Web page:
Devotional by Stephen Estock

November 11, 2013

Recently I met a great man.

A fellow pastor set up the meeting. I was to have lunch with a very successful businessman who had a passion for teaching God’s people about generosity. I thought to myself, “Here’s the answer to my prayers for our financial struggles. This man could show generosity by writing one check, and we could finish the year in the black.”

On the morning of the meeting, I woke up gripped in anxiety. What if I really mess up? What if I say or do something that really bothers him, and he regrets meeting with me? My success or failure seems to be riding on this one meeting. This is like a mini assessment center, and my worth is at stake.

Then it hit me – who is God? Deuteronomy 10 gives a helpful description:

“Behold, to the LORD your God belong heaven and the heaven of heavens, the earth with all that is in it (v. 14). For the LORD your God is God of gods and Lord of lords, the great, the mighty, and the awesome God, who is not partial and takes no bribe” (v. 17).

Every morning I addressed One in prayer who is so much greater than the man I would meet for lunch – a man, who was unknown to me until just a few days before.

What was my problem?

The command to Israel was just as necessary for me: “Circumcise therefore the foreskin of your heart, and be no longer stubborn” (v. 16). The very core of my being was covered such that I was insensitive to the greatness of God. I was stubbornly seeking the “greatness” of the world, ignoring the greatness of the God who rules above the power of the world. That God is not impressed by those things that so easily impress me. His love and care are based on the influence of one man – the God-man Jesus, by whose merit I stand before God fully complete.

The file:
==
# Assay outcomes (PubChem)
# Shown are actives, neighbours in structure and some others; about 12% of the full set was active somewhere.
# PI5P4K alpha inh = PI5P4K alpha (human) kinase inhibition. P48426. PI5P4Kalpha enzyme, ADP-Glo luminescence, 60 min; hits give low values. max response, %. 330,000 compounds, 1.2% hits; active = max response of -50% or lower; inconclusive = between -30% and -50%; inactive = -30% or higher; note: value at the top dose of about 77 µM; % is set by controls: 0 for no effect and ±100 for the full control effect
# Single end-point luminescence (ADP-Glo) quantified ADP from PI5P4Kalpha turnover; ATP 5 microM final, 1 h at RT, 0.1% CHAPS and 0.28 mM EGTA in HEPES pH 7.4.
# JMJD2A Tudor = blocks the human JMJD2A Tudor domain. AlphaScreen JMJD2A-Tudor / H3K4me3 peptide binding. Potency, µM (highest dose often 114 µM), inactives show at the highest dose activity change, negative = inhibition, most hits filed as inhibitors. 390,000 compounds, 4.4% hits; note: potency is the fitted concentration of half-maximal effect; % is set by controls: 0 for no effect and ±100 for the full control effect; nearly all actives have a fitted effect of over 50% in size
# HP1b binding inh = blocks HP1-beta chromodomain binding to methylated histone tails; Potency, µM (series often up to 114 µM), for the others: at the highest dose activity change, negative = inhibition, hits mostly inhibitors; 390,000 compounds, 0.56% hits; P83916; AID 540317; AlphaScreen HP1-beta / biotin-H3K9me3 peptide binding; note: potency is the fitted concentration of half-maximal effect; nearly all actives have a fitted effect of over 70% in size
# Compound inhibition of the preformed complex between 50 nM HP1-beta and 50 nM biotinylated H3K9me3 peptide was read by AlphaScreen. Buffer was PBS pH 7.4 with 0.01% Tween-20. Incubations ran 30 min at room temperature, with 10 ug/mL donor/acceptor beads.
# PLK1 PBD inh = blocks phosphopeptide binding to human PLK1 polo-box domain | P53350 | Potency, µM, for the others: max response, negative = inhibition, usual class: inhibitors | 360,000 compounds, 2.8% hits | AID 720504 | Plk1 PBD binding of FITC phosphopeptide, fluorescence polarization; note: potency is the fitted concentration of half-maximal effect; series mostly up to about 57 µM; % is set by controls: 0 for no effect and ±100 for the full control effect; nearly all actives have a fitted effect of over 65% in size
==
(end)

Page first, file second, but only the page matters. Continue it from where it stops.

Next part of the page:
So what do I do? Do I skip the meeting, and tell this businessman I have no need of him?

No. I simply need to put this man in his proper place. God has blessed him, and maybe God will use him to bless me. Then again, maybe I won’t impress this man, and he will never consider me again. Either way, my calling is the same as that of God’s people on the threshold of the Promised Land: “You shall fear the LORD your God. You shall serve him and hold fast to him, and by his name you shall swear. He is your praise. He is your God …” (vv. 20-21). He has done great things for me. Holy is his name.